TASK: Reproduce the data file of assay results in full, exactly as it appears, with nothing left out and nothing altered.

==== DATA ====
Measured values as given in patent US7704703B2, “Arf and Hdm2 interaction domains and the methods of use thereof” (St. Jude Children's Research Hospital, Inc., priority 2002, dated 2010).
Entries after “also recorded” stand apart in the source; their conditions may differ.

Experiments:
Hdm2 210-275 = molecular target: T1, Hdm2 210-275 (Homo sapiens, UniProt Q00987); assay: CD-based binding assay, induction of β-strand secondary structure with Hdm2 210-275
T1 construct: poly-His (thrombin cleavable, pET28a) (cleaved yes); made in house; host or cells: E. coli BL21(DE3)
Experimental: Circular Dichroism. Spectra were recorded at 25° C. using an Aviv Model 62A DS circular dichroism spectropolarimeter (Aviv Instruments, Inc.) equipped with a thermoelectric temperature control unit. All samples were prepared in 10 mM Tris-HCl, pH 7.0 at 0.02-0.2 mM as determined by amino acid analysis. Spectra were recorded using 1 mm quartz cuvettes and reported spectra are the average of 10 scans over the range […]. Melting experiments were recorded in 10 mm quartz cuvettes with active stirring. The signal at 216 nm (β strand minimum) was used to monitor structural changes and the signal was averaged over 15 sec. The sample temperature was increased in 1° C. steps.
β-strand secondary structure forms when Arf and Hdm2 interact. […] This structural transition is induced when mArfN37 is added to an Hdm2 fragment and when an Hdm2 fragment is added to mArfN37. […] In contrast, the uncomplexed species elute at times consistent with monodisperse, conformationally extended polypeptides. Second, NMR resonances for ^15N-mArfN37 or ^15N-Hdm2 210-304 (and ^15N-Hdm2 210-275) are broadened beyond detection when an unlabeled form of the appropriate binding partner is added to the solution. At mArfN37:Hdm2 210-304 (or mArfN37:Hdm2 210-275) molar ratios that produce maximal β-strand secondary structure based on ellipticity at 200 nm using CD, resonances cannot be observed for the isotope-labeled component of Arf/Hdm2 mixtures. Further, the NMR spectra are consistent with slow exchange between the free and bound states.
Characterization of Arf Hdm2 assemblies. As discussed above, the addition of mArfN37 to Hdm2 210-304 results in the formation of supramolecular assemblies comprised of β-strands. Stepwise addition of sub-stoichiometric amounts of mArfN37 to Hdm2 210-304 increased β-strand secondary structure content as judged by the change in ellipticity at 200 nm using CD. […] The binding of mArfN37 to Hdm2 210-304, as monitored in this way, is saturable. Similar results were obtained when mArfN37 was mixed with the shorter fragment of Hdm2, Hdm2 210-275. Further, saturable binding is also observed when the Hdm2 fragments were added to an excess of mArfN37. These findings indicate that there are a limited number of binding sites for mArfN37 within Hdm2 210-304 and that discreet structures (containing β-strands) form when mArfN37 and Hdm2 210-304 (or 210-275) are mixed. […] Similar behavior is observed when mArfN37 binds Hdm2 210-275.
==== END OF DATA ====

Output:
Measured values as given in patent US7704703B2, “Arf and Hdm2 interaction domains and the methods of use thereof” (St. Jude Children's Research Hospital, Inc., priority 2002, dated 2010).
Entries after “also recorded” stand apart in the source; their conditions may differ.

Experiments:
Hdm2 210-275 = molecular target: T1, Hdm2 210-275 (Homo sapiens, UniProt Q00987); assay: CD-based binding assay, induction of β-strand secondary structure with Hdm2 210-275
T1 construct: poly-His (thrombin cleavable, pET28a) (cleaved yes); made in house; host or cells: E. coli BL21(DE3)
Experimental: Circular Dichroism. Spectra were recorded at 25° C. using an Aviv Model 62A DS circular dichroism spectropolarimeter (Aviv Instruments, Inc.) equipped with a thermoelectric temperature control unit. All samples were prepared in 10 mM Tris-HCl, pH 7.0 at 0.02-0.2 mM as determined by amino acid analysis. Spectra were recorded using 1 mm quartz cuvettes and reported spectra are the average of 10 scans over the range […]. Melting experiments were recorded in 10 mm quartz cuvettes with active stirring. The signal at 216 nm (β strand minimum) was used to monitor structural changes and the signal was averaged over 15 sec. The sample temperature was increased in 1° C. steps.
β-strand secondary structure forms when Arf and Hdm2 interact. […] This structural transition is induced when mArfN37 is added to an Hdm2 fragment and when an Hdm2 fragment is added to mArfN37. […] In contrast, the uncomplexed species elute at times consistent with monodisperse, conformationally extended polypeptides. Second, NMR resonances for ^15N-mArfN37 or ^15N-Hdm2 210-304 (and ^15N-Hdm2 210-275) are broadened beyond detection when an unlabeled form of the appropriate binding partner is added to the solution. At mArfN37:Hdm2 210-304 (or mArfN37:Hdm2 210-275) molar ratios that produce maximal β-strand secondary structure based on ellipticity at 200 nm using CD, resonances cannot be observed for the isotope-labeled component of Arf/Hdm2 mixtures. Further, the NMR spectra are consistent with slow exchange between the free and bound states.
Characterization of Arf Hdm2 assemblies. As discussed above, the addition of mArfN37 to Hdm2 210-304 results in the formation of supramolecular assemblies comprised of β-strands. Stepwise addition of sub-stoichiometric amounts of mArfN37 to Hdm2 210-304 increased β-strand secondary structure content as judged by the change in ellipticity at 200 nm using CD. […] The binding of mArfN37 to Hdm2 210-304, as monitored in this way, is saturable. Similar results were obtained when mArfN37 was mixed with the shorter fragment of Hdm2, Hdm2 210-275. Further, saturable binding is also observed when the Hdm2 fragments were added to an excess of mArfN37. These findings indicate that there are a limited number of binding sites for mArfN37 within Hdm2 210-304 and that discreet structures (containing β-strands) form when mArfN37 and Hdm2 210-304 (or 210-275) are mixed. […] Similar behavior is observed when mArfN37 binds Hdm2 210-275.